At the legendary Manhattan artist haunt Max’s Kansas City, countercultural icons reveled, smoked, checked their mail, and bartered for their dinner with pieces of original art. Chance encounters with big names in music, art, fashion, and film were not uncommon. Located at 213 Park Avenue South from 1965 to 1974, then again from 1975 to 1981 (following a brief closure) and a one-year stint at 240 West 52nd Street in 1998, Max’s Kansas City retains an enduring counter-cultural mystique. It’s partially enhanced by the fact that owner Mickey Ruskin didn’t allow photojournalists to hang around, and only let a select few people document the revelry within.
But for one weekend only, visitors to Los Angeles’s first annual Frieze Art Fair, from February 15th through 17th at Paramount Pictures Studios, were able to experience a likeness of the elusive, shuttered restaurant. Described as “an immersive pop-up exhibition,” people could sip on the same drinks people used to imbibe at Max’s, such as Jayne County Punch, as they perused the space.
Yvonne Sewall, a former Max’s waitress who married owner Mickey Ruskin, was at Frieze this weekend chatting with visitors and selling ephemera that Max’s patrons gifted her over the years. The collection featured works for sale by people who ended up at Max’s in one way or another, including conceptual artist Lawrence Weiner and Anton Perich, a busboy-turned-photographer who had a rare look inside.
The proceeds went to the charity she established in Ruskin’s memory, the Max’s Kansas City Project. The fund distributes emergency grants to creative people in need, and provides resources for teenagers in the arts.
Located in a townhouse on the Paramount Studios lot, the pop-up resembled Max’s back room, as Sewall tells Gothamist. Within the Max’s Kansas City hierarchy, the back room—”more like the theatrical room,” as Sewall puts it—is where Andy Warhol’s crew frequently coalesced, alongside musicians and rock critics. While the pop-up didn’t resemble Max’s exactly as it was (by design, it couldn’t have—the real Max’s was far bigger) Sewall says she found that it evoked a similar spirit of the long-defunct place’s back room.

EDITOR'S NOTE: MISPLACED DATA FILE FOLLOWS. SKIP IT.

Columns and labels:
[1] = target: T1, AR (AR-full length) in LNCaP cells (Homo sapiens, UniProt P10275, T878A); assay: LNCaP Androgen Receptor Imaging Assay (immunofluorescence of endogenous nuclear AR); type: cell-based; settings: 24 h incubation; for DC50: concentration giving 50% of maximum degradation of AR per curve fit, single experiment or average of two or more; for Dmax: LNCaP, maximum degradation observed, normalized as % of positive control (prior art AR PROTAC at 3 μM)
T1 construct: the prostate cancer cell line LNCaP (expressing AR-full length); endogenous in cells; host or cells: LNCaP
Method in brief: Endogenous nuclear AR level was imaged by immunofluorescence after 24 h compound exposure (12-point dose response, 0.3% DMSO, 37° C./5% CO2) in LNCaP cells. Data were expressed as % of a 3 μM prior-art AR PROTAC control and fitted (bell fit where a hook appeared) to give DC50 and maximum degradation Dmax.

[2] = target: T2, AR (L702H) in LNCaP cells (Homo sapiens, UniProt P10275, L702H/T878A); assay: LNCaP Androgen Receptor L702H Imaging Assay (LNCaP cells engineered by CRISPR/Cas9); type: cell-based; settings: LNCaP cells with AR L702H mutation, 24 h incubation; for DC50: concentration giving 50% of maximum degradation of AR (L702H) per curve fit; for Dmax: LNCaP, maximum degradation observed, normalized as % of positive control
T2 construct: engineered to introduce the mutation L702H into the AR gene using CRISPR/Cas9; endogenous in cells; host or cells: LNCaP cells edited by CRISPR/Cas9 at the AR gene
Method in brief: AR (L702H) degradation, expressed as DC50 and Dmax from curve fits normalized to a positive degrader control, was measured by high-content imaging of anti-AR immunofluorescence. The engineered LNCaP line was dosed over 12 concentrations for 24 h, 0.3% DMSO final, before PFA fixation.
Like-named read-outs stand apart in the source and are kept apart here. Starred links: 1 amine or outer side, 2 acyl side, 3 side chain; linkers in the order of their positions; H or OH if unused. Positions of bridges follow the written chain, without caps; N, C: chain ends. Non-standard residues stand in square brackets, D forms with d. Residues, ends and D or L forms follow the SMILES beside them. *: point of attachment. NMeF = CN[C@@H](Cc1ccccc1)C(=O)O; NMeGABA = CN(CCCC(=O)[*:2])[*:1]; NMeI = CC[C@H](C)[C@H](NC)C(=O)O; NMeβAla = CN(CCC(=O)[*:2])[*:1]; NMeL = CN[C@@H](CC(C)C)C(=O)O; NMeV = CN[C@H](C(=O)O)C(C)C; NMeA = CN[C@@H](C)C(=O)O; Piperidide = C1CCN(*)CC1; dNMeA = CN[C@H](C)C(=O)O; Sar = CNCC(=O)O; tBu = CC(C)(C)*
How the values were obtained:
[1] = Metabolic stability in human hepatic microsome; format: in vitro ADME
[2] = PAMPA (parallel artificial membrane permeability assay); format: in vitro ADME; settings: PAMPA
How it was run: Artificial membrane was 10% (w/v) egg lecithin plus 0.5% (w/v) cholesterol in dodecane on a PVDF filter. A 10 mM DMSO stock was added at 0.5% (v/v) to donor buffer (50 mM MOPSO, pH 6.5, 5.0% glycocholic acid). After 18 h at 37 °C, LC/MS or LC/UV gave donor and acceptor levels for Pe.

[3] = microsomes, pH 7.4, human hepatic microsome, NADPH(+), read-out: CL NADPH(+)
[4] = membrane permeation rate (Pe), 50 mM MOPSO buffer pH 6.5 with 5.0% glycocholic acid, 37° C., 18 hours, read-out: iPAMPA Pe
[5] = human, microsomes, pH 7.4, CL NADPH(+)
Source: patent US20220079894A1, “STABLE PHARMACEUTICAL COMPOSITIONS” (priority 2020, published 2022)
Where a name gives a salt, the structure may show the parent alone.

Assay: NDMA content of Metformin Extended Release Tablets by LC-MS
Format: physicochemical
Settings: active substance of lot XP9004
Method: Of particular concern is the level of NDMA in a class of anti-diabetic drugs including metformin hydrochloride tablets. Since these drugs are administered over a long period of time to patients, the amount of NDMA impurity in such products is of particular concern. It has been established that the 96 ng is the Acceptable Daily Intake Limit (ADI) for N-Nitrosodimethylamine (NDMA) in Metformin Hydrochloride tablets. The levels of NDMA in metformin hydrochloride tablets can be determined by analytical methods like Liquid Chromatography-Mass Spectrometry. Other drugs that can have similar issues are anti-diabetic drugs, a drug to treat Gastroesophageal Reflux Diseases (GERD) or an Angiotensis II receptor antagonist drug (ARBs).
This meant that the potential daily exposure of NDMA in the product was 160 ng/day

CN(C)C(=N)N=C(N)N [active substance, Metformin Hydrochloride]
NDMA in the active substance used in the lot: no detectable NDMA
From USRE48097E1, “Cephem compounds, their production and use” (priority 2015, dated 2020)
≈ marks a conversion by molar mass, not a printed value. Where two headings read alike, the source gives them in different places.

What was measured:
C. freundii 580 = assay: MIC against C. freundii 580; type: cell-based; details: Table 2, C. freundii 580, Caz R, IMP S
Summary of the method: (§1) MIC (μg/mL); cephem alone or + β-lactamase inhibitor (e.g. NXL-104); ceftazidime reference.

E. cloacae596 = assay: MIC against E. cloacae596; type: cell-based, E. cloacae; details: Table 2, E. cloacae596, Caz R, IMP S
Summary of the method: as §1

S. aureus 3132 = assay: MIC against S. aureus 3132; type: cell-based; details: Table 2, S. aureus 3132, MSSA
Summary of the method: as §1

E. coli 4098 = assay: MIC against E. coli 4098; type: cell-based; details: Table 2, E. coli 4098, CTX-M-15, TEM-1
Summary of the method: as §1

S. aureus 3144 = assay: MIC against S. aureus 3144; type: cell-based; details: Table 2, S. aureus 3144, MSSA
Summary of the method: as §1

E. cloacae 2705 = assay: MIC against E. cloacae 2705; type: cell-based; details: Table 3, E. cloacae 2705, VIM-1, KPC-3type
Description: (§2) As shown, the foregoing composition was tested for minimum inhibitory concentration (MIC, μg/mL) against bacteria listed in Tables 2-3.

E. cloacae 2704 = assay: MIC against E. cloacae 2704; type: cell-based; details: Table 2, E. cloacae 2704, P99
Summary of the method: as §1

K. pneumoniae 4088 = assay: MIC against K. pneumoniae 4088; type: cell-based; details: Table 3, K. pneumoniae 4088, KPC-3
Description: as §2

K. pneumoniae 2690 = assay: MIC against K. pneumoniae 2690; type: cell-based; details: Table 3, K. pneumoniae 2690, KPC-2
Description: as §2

“The mix of the people was really incredible…I do feel that that was the case, and that is how it was similar to Max’s,” Sewall says. “Once you walked through those doors, you were treated with respect and you were treated like a star.”
It’s curious that the concept landed in Los Angeles, rather than New York. But Sewall, who lives in Kingston, New York, says that prior to displaying the show in L.A., she had initially contacted a handful of local galleries and museums in the city, inquiring about the possibility of building a Max’s Kansas City pop-up and displaying the pop culture trove. No one bit. Sewall says that at one point she lit candles, and that “all those Max’s alumni on the other side said, ‘We gotta get Yvonne a helping hand here.'” It happened, she says, when Bombay Sapphire contacted her with the idea to have a room “inspired by Max’s,” with art and a bar. That led to the Frieze L.A. pop-up.
“That was really my vision in showcasing,” Sewall says. “The sales weren’t as important to me as getting the visibility because I had felt that it belongs as a collection and it should be in a museum, in a room dedicated to Max’s, or a club similar to what the House of Blues was in L.A. where they had the VIP room upstairs.” She says Ruskin never turned away anyone who couldn’t pay for a meal, and let certain artists open tabs at Max’s in exchange for their art, which he hung from the ceiling or on the walls. “There was a John Chamberlain sculpture up front that was welded auto parts, and they finally had to move it because waitresses were always snagging their stockings on it,” Sewall remembers, laughing.
Sewall hopes to bring a Max’s Kansas City pop-up home to New York sometime in the future, but when, and how, remains to be seen. She ultimately wants to build up funding in her organization, to help artists, and hopefully partner with other organizations—she also has a podcast in the works called “Drop Into Max’s,” and is involved with a documentary being made about the legendary restaurant. Sewall sold the trademark to the Azrak Capital Group (the same group that took over CBGB’s lease), but kept certain rights, including the nonprofit. In the near future, though, Sewall is envisioning having a “raucous” night of storytelling with Max’s former waitresses that will bring the space to life once again, through the people who knew it best.
The Park Avenue South space formerly occupied by Max’s Kansas City is now filled by a “fresh and affordable” restaurant called Fraiche Maxx, in case you’re wondering.